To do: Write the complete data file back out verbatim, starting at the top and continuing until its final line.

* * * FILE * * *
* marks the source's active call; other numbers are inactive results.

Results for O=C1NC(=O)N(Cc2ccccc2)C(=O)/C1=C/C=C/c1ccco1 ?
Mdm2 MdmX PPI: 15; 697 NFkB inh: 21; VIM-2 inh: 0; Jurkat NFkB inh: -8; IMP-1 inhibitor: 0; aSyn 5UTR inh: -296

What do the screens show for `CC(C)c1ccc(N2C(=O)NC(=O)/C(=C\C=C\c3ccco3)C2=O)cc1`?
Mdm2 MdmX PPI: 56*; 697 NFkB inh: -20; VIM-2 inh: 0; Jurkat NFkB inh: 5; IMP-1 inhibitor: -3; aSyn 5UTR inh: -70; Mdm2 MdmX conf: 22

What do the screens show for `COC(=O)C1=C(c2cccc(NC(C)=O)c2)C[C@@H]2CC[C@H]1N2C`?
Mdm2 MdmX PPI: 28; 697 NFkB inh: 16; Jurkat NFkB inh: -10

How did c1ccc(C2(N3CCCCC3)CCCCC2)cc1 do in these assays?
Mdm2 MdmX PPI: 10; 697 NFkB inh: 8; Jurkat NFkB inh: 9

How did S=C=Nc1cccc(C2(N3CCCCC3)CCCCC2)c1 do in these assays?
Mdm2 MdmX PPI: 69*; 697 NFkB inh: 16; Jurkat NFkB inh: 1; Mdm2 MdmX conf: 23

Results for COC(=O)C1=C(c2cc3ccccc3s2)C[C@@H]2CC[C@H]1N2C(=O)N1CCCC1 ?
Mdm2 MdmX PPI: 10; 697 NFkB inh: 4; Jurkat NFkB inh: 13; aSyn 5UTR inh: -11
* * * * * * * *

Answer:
* marks the source's active call; other numbers are inactive results.

Results for O=C1NC(=O)N(Cc2ccccc2)C(=O)/C1=C/C=C/c1ccco1 ?
Mdm2 MdmX PPI: 15; 697 NFkB inh: 21; VIM-2 inh: 0; Jurkat NFkB inh: -8; IMP-1 inhibitor: 0; aSyn 5UTR inh: -296

What do the screens show for `CC(C)c1ccc(N2C(=O)NC(=O)/C(=C\C=C\c3ccco3)C2=O)cc1`?
Mdm2 MdmX PPI: 56*; 697 NFkB inh: -20; VIM-2 inh: 0; Jurkat NFkB inh: 5; IMP-1 inhibitor: -3; aSyn 5UTR inh: -70; Mdm2 MdmX conf: 22

What do the screens show for `COC(=O)C1=C(c2cccc(NC(C)=O)c2)C[C@@H]2CC[C@H]1N2C`?
Mdm2 MdmX PPI: 28; 697 NFkB inh: 16; Jurkat NFkB inh: -10

How did c1ccc(C2(N3CCCCC3)CCCCC2)cc1 do in these assays?
Mdm2 MdmX PPI: 10; 697 NFkB inh: 8; Jurkat NFkB inh: 9

How did S=C=Nc1cccc(C2(N3CCCCC3)CCCCC2)c1 do in these assays?
Mdm2 MdmX PPI: 69*; 697 NFkB inh: 16; Jurkat NFkB inh: 1; Mdm2 MdmX conf: 23

Results for COC(=O)C1=C(c2cc3ccccc3s2)C[C@@H]2CC[C@H]1N2C(=O)N1CCCC1 ?
Mdm2 MdmX PPI: 10; 697 NFkB inh: 4; Jurkat NFkB inh: 13; aSyn 5UTR inh: -11